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        Electricity and Plumbing Change Rural Farm Life in the Early 20th Century

        Learn how the 1930s brought changes to work and life on the farm with increasing numbers of rural farm families with access to electricity and indoor plumbing in this video from Iowa Public Television. 

        Although nearly 90 percent of urban households had electricity by the 1930s, only 10 percent of rural households had access. The cost to bring power lines to remote farm homes was too expensive for private utility companies, so the government stepped in to help with creation of the Rural Electrification Administration (REA) in 1935.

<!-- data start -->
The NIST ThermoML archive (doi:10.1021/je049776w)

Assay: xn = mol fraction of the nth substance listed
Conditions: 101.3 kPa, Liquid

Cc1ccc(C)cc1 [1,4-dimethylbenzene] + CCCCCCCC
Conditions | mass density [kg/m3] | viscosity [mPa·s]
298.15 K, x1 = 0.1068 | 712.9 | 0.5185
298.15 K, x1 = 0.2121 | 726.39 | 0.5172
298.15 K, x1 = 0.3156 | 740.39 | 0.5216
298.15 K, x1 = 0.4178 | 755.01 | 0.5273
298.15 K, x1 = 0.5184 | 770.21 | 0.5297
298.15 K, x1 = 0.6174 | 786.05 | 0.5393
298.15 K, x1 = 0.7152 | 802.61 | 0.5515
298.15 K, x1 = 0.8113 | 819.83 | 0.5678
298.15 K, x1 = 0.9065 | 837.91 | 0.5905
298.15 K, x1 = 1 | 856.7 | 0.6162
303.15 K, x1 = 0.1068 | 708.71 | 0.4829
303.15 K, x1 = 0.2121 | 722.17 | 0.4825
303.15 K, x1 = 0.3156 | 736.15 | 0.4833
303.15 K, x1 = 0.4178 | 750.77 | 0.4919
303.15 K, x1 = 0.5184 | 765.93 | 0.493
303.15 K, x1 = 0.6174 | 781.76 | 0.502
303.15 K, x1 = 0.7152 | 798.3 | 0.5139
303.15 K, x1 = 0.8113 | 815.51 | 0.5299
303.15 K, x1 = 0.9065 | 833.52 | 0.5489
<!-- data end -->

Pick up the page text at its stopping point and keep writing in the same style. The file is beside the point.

As farmers gained access to electricity, they wanted more modern amenities such as indoor plumbing. But even in 1940, most Midwest farms did not yet have indoor toilets, showers and bathtubs. Once these amenities arrived, they dramatically changed work and life on the farm.

        This segment from Iowa Public Television's documentary "The People in the Pictures: Stories from the Wettach Farm Photos" features original photography, filmed recreations, and first-person accounts of farm life in rural America during the Great Depression and early twentieth century.

        Contributor: Iowa Public Television
        Funder: Iowa Communications Network

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